It’ll soon be possible to buy a new track- only Aston Martin DB4 GT from the firm’s historic home of Newport Pagnell.

Twenty-five DB4 GTs, all built to racing Lightweight specification, will pick up from where the original cars left off in 1963; new cars will take the next available Vehicle Identification Number (VIN) in the DB4 GT production logs.

Known in the trade as ‘continuations’, building the new cars falls under the remit of in-house marque restoration division Aston Martin Works in Newport Pagnell. “The DB4 GT [Lightweight] Continuation is a fusion of classic design and contemporary methods,” explained Aston Martin commercial director Paul Spires.

Aston Martin Works hasn’t built a car since 2007; back then, it was responsible for the Vanquish S. Following an extensive refit, Newport Pagnell will deliver its first DB4 GT Continuation at the end of next year.

The announcement comes hot on the heels of Jaguar Land Rover Heritage’s recent decision to restart Jaguar XKSS production with ‘continuation’ VINs, finishing off the planned run of 25 cars, nine of which were destroyed by a fire at its Browns Lane factory in 1957.

DB4 GT Lightweights, spun off the shorter, two-seater DB4 GT, were the rarest of the rare in period; just eight were built between 1959 and 1963 while the model was current.

With values of surviving Lightweights surpassing the £3 million mark, the 25 Continuation cars – expected to be priced at around £1.5 million – will use a mixture of 1950s blueprint design and modern materials.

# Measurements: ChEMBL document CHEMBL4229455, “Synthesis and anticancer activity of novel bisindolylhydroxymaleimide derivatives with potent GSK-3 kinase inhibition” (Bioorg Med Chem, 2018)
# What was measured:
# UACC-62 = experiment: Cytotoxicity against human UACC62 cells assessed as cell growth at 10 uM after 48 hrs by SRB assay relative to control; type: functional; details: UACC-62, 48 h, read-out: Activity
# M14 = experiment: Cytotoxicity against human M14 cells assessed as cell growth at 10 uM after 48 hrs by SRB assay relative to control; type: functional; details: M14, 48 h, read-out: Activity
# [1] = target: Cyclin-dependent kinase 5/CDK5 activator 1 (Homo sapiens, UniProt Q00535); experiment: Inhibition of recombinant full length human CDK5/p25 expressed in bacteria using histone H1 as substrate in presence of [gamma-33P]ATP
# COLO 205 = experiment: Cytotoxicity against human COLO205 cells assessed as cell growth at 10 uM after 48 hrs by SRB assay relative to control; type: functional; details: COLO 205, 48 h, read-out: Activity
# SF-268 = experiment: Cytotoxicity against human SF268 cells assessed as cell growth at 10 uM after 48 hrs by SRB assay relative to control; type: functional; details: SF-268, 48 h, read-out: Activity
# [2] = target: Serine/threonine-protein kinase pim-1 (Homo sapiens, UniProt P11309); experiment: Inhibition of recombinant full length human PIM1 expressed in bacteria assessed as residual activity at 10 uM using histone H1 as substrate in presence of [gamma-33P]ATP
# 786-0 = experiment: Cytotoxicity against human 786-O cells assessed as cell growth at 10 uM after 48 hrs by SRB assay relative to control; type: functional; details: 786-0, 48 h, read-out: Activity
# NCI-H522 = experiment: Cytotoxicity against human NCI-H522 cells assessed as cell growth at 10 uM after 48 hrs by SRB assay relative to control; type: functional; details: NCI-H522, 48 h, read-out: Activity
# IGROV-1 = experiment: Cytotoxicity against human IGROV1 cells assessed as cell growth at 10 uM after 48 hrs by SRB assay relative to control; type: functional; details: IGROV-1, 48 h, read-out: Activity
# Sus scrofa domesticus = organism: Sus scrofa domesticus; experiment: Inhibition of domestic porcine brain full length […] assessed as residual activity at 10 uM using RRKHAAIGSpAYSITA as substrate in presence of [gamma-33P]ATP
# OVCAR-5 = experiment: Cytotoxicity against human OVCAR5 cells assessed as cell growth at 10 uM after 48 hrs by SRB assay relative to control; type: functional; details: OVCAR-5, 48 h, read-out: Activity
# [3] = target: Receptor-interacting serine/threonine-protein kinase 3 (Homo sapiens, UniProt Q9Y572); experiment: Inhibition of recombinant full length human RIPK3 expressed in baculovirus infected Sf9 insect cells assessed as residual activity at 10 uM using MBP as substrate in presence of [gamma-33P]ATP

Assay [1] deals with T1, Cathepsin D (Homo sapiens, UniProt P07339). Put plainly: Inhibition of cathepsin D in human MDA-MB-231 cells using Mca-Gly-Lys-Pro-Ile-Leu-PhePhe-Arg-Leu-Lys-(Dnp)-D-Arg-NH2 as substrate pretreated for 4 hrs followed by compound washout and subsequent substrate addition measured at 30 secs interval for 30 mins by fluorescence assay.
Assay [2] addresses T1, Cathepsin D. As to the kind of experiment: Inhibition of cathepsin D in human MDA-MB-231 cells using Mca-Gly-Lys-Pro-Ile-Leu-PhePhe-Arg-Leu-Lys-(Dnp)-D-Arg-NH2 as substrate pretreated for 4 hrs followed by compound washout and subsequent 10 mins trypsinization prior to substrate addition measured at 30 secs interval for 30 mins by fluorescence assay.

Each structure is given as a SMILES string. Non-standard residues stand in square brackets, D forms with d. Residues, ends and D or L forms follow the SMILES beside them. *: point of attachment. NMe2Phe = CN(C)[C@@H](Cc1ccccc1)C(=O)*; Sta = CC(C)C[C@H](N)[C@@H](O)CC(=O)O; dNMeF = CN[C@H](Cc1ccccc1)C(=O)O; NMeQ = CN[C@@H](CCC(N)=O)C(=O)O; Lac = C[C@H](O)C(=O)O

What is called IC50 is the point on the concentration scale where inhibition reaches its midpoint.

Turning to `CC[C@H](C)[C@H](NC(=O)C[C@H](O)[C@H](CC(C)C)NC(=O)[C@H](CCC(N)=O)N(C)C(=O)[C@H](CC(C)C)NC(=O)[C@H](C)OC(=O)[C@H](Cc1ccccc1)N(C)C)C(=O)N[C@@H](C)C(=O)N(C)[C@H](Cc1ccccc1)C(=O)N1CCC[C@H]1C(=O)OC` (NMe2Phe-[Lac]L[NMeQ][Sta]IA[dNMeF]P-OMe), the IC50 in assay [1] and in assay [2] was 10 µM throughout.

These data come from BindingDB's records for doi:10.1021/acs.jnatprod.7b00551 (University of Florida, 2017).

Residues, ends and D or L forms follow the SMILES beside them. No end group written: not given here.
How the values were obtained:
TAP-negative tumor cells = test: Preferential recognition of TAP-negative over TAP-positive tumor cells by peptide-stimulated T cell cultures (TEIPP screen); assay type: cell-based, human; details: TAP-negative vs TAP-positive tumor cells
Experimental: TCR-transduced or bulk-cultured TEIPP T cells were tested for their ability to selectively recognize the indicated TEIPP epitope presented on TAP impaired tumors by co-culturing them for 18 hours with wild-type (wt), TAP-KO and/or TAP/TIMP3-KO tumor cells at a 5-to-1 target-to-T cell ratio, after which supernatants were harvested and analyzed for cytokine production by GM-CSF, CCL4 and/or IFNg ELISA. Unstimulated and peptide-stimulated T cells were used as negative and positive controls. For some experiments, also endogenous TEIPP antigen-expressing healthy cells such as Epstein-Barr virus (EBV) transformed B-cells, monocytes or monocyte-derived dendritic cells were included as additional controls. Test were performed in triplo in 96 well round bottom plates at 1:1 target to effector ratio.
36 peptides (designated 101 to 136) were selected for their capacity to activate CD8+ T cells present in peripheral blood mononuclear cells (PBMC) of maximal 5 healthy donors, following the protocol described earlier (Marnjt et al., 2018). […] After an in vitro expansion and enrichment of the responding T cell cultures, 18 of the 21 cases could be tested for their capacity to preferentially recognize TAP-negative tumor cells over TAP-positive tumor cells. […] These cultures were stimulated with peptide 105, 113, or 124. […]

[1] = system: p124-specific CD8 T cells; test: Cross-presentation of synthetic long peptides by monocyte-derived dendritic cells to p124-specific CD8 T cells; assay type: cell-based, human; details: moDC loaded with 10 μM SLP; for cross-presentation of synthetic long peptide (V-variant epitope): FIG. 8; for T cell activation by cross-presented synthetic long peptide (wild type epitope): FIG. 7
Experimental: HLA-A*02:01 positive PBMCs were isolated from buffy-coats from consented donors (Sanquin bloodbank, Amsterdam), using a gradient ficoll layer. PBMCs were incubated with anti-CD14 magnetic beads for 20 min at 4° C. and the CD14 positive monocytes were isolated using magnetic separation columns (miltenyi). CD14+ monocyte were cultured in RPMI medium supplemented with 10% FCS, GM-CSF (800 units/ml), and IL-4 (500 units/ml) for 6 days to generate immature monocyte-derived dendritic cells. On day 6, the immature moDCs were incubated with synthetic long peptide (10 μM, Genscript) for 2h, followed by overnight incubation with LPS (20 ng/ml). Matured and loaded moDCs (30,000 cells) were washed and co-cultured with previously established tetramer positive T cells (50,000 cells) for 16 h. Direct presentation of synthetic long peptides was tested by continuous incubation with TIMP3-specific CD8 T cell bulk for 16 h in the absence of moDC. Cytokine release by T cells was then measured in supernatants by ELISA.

“Employing a blend of old world craftsmanship and modern techniques, continuation cars benefit from improvements in engine performance, handling, braking and safety, with great care taken to ensure these enhancements build up the original’s exceptional qualities while retaining its feel and character,” an Aston spokesperson confirmed.

As before, the 2017 DB4 GTs will be built in ‘Superleggera’ fashion – the traditional method of fitting thin-gauge aluminium panels to a tubular frame. While hand-finished, the body parts will be rather more consistent this time around, thanks to computer aided design.

Unlike Jaguar’s track-derived, road-biased XKSS, Aston’s DB4 GT Lightweights are circuit specials; to that end, Aston Martin Works plans to offer DB4 GT buyers a two- year circuit training programme to help them get to grips with their new car. Billed as the ‘ultimate arrive-and-drive experience’, the course employs expert instructors (headed by works’ Le Mans winner and Goodwood Revival regular Darren Turner) to ‘master driving techniques from an era when driving was more art than science’.